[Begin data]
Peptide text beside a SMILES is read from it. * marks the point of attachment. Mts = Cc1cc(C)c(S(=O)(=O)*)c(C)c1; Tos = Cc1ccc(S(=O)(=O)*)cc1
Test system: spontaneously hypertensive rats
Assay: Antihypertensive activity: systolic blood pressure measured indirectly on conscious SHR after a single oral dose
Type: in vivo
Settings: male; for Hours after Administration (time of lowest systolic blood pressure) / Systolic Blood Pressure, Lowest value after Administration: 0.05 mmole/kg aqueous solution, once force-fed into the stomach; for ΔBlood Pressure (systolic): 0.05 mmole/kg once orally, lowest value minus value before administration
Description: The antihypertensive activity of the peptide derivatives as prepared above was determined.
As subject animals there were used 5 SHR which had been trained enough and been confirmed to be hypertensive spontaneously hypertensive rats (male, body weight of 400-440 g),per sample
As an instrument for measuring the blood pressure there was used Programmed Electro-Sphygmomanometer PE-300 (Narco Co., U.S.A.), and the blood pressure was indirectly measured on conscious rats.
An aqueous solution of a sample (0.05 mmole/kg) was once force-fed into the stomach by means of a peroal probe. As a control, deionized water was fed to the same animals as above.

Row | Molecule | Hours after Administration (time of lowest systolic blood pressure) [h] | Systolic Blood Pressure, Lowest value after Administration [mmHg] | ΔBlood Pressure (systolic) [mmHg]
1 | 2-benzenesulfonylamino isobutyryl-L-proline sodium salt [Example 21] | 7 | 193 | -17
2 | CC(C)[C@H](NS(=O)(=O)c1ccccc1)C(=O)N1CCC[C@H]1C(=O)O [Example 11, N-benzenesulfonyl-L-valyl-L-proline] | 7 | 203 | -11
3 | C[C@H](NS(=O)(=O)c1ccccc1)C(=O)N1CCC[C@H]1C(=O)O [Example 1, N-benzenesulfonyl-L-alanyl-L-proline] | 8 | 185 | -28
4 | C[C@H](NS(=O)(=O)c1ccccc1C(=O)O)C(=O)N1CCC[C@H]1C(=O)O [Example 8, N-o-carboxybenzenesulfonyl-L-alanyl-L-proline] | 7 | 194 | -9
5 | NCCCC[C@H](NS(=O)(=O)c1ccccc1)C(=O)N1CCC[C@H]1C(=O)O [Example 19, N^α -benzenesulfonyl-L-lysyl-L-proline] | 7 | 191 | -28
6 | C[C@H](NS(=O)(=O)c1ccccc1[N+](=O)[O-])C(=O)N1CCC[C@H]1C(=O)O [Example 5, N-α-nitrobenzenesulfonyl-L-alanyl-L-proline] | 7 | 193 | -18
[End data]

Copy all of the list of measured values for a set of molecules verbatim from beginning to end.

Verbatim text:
Peptide text beside a SMILES is read from it. * marks the point of attachment. Mts = Cc1cc(C)c(S(=O)(=O)*)c(C)c1; Tos = Cc1ccc(S(=O)(=O)*)cc1
Test system: spontaneously hypertensive rats
Assay: Antihypertensive activity: systolic blood pressure measured indirectly on conscious SHR after a single oral dose
Type: in vivo
Settings: male; for Hours after Administration (time of lowest systolic blood pressure) / Systolic Blood Pressure, Lowest value after Administration: 0.05 mmole/kg aqueous solution, once force-fed into the stomach; for ΔBlood Pressure (systolic): 0.05 mmole/kg once orally, lowest value minus value before administration
Description: The antihypertensive activity of the peptide derivatives as prepared above was determined.
As subject animals there were used 5 SHR which had been trained enough and been confirmed to be hypertensive spontaneously hypertensive rats (male, body weight of 400-440 g),per sample
As an instrument for measuring the blood pressure there was used Programmed Electro-Sphygmomanometer PE-300 (Narco Co., U.S.A.), and the blood pressure was indirectly measured on conscious rats.
An aqueous solution of a sample (0.05 mmole/kg) was once force-fed into the stomach by means of a peroal probe. As a control, deionized water was fed to the same animals as above.

Row | Molecule | Hours after Administration (time of lowest systolic blood pressure) [h] | Systolic Blood Pressure, Lowest value after Administration [mmHg] | ΔBlood Pressure (systolic) [mmHg]
1 | 2-benzenesulfonylamino isobutyryl-L-proline sodium salt [Example 21] | 7 | 193 | -17
2 | CC(C)[C@H](NS(=O)(=O)c1ccccc1)C(=O)N1CCC[C@H]1C(=O)O [Example 11, N-benzenesulfonyl-L-valyl-L-proline] | 7 | 203 | -11
3 | C[C@H](NS(=O)(=O)c1ccccc1)C(=O)N1CCC[C@H]1C(=O)O [Example 1, N-benzenesulfonyl-L-alanyl-L-proline] | 8 | 185 | -28
4 | C[C@H](NS(=O)(=O)c1ccccc1C(=O)O)C(=O)N1CCC[C@H]1C(=O)O [Example 8, N-o-carboxybenzenesulfonyl-L-alanyl-L-proline] | 7 | 194 | -9
5 | NCCCC[C@H](NS(=O)(=O)c1ccccc1)C(=O)N1CCC[C@H]1C(=O)O [Example 19, N^α -benzenesulfonyl-L-lysyl-L-proline] | 7 | 191 | -28
6 | C[C@H](NS(=O)(=O)c1ccccc1[N+](=O)[O-])C(=O)N1CCC[C@H]1C(=O)O [Example 5, N-α-nitrobenzenesulfonyl-L-alanyl-L-proline] | 7 | 193 | -18